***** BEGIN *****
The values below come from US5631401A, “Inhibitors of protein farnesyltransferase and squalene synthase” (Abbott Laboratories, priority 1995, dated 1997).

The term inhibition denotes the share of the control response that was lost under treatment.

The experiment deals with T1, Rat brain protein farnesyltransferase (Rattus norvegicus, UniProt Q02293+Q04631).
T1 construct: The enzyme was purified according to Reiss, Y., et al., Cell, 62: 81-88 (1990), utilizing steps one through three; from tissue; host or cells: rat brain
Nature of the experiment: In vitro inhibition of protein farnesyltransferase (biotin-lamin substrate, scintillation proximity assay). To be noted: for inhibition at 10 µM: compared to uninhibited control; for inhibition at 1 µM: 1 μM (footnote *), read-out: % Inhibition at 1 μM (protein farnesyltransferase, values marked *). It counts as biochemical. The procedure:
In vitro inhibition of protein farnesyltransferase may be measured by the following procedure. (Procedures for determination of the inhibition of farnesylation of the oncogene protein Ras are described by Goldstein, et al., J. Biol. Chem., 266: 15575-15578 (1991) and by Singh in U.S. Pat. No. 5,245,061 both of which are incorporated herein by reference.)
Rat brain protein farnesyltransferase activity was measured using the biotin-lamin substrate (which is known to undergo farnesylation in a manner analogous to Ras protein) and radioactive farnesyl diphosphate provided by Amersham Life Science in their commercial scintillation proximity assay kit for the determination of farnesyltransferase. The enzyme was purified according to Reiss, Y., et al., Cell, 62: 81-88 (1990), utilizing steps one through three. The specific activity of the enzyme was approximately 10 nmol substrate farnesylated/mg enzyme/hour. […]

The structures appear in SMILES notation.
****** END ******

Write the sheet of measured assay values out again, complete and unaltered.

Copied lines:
The values below come from US5631401A, “Inhibitors of protein farnesyltransferase and squalene synthase” (Abbott Laboratories, priority 1995, dated 1997).

The term inhibition denotes the share of the control response that was lost under treatment.

The experiment deals with T1, Rat brain protein farnesyltransferase (Rattus norvegicus, UniProt Q02293+Q04631).
T1 construct: The enzyme was purified according to Reiss, Y., et al., Cell, 62: 81-88 (1990), utilizing steps one through three; from tissue; host or cells: rat brain
Nature of the experiment: In vitro inhibition of protein farnesyltransferase (biotin-lamin substrate, scintillation proximity assay). To be noted: for inhibition at 10 µM: compared to uninhibited control; for inhibition at 1 µM: 1 μM (footnote *), read-out: % Inhibition at 1 μM (protein farnesyltransferase, values marked *). It counts as biochemical. The procedure:
In vitro inhibition of protein farnesyltransferase may be measured by the following procedure. (Procedures for determination of the inhibition of farnesylation of the oncogene protein Ras are described by Goldstein, et al., J. Biol. Chem., 266: 15575-15578 (1991) and by Singh in U.S. Pat. No. 5,245,061 both of which are incorporated herein by reference.)
Rat brain protein farnesyltransferase activity was measured using the biotin-lamin substrate (which is known to undergo farnesylation in a manner analogous to Ras protein) and radioactive farnesyl diphosphate provided by Amersham Life Science in their commercial scintillation proximity assay kit for the determination of farnesyltransferase. The enzyme was purified according to Reiss, Y., et al., Cell, 62: 81-88 (1990), utilizing steps one through three. The specific activity of the enzyme was approximately 10 nmol substrate farnesylated/mg enzyme/hour. […]

The structures appear in SMILES notation.